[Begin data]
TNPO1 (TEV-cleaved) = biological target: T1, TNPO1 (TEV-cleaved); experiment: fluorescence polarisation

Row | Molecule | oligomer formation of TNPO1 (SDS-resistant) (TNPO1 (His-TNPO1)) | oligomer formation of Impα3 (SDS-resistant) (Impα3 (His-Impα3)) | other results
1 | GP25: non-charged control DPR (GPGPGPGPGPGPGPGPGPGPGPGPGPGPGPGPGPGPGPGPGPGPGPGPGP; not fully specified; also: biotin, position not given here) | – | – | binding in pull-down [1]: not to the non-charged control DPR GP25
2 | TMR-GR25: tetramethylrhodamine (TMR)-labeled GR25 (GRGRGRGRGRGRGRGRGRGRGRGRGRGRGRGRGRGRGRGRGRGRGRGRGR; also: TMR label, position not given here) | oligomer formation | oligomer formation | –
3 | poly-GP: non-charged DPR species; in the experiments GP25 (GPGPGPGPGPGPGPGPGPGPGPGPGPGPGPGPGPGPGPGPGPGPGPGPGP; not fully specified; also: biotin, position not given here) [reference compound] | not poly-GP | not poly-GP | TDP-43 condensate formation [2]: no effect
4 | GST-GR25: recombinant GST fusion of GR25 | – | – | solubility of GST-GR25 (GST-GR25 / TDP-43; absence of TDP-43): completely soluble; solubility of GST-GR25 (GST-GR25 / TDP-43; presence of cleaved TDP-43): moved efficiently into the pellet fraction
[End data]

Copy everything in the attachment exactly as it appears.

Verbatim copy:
TNPO1 (TEV-cleaved) = biological target: T1, TNPO1 (TEV-cleaved); experiment: fluorescence polarisation

Row | Molecule | oligomer formation of TNPO1 (SDS-resistant) (TNPO1 (His-TNPO1)) | oligomer formation of Impα3 (SDS-resistant) (Impα3 (His-Impα3)) | other results
1 | GP25: non-charged control DPR (GPGPGPGPGPGPGPGPGPGPGPGPGPGPGPGPGPGPGPGPGPGPGPGPGP; not fully specified; also: biotin, position not given here) | – | – | binding in pull-down [1]: not to the non-charged control DPR GP25
2 | TMR-GR25: tetramethylrhodamine (TMR)-labeled GR25 (GRGRGRGRGRGRGRGRGRGRGRGRGRGRGRGRGRGRGRGRGRGRGRGRGR; also: TMR label, position not given here) | oligomer formation | oligomer formation | –
3 | poly-GP: non-charged DPR species; in the experiments GP25 (GPGPGPGPGPGPGPGPGPGPGPGPGPGPGPGPGPGPGPGPGPGPGPGPGP; not fully specified; also: biotin, position not given here) [reference compound] | not poly-GP | not poly-GP | TDP-43 condensate formation [2]: no effect
4 | GST-GR25: recombinant GST fusion of GR25 | – | – | solubility of GST-GR25 (GST-GR25 / TDP-43; absence of TDP-43): completely soluble; solubility of GST-GR25 (GST-GR25 / TDP-43; presence of cleaved TDP-43): moved efficiently into the pellet fraction